Might of Indian Navy: From Victory in 1971 Indo-Pak War to Ancient Times
Indian Navy played an instrumental role in India’s victory in the Indo-Pak war of 1971. 4th December is celebrated as Indian Navy Day. On this day, India salutes the bravery, role, and achievements of Indian naval forces, especially their contribution in this war.
It was the night of 4th December 1971. Operation Trident was ready for action under the commandment of Vice Admiral S.N. Kohli in the western naval base. And they attacked the port of Karachi with missile boats. PNS Khyber, Pakistani destroyer and PNS Muhafiz minesweeper sank in the attack. The Pakistan Navy reciprocated with their submarines hunting out for Indian warships, but in vain.
Operation Trident continued operations on the night of December 5. Pakistan’s PNS Shah Jahan was shoddily damaged. This paralyzed the enemy’s participation as they lost reserve fuel including numerous commercial ships. With Operation Python joining on the night of 8th and 9th December, Karachi port is further damaged. Use of missile boats resulted in submerging of three more Pakistani merchant ships and damage of their reserve fuel tanks.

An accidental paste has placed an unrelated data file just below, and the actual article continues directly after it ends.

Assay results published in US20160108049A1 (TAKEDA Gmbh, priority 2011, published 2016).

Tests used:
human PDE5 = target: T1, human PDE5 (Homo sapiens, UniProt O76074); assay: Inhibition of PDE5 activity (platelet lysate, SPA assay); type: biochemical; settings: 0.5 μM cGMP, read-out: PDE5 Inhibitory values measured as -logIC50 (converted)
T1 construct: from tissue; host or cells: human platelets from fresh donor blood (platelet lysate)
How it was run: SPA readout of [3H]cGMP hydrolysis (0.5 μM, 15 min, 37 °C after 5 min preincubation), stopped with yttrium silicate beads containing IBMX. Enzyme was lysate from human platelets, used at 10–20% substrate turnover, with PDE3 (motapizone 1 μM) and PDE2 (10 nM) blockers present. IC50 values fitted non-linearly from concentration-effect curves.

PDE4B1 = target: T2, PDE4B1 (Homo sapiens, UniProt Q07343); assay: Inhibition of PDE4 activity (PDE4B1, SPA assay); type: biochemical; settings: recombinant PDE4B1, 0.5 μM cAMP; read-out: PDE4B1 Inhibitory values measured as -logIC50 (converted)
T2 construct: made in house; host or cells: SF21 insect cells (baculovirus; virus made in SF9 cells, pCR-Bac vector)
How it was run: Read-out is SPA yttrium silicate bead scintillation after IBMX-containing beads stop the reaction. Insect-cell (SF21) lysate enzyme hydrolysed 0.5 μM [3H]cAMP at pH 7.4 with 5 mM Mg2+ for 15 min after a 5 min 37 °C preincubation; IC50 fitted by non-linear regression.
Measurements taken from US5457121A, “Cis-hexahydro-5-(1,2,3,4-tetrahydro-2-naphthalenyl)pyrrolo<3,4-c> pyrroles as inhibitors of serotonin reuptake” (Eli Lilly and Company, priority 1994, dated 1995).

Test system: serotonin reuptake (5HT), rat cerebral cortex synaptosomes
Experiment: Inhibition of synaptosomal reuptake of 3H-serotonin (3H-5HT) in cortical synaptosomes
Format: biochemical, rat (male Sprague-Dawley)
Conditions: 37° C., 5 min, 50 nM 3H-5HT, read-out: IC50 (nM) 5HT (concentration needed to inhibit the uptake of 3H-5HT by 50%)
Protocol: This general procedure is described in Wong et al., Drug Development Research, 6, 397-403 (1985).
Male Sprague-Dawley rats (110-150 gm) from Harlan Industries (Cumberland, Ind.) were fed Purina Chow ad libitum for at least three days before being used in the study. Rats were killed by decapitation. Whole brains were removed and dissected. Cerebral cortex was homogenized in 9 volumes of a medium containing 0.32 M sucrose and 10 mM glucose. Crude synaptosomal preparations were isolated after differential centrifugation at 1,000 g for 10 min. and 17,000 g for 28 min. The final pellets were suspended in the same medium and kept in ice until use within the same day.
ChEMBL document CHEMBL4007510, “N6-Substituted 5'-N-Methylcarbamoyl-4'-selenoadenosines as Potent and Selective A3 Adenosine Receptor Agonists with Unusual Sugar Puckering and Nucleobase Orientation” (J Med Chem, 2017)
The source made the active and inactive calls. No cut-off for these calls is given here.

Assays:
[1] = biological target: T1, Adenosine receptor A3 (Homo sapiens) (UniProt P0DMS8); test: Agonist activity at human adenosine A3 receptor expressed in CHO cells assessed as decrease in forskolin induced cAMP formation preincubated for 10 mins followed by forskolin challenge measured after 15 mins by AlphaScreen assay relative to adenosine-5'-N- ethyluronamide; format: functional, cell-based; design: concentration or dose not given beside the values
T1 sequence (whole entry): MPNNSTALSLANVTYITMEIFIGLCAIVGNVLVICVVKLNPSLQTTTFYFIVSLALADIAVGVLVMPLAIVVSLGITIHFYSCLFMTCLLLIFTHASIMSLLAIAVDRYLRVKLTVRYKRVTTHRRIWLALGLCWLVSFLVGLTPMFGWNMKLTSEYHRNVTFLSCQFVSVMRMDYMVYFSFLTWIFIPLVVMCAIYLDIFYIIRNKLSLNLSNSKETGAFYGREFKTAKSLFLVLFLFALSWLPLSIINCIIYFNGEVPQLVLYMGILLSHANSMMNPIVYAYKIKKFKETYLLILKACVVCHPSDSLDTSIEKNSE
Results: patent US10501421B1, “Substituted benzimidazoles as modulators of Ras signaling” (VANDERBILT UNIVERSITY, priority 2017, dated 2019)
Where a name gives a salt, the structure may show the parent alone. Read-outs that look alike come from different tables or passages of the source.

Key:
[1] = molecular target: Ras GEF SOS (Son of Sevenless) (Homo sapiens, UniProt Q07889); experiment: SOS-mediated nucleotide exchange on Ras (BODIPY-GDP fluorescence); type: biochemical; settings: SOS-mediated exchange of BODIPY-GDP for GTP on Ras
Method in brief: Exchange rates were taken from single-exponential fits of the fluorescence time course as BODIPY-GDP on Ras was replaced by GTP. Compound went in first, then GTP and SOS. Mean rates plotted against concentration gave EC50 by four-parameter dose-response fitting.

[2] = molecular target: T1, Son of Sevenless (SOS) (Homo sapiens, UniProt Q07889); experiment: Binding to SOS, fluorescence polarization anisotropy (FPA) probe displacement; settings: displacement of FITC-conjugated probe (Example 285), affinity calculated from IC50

The eastern forces of the Indian Navy under the commandment of Vice Admiral Krishnan trapped the Eastern Pakistan Navy by blocking the naval route in the Bay of Bengal. This resulted in complete isolation of East Pakistan. The Indian naval forces fenced in eight foreign merchant ships in the eastern ports.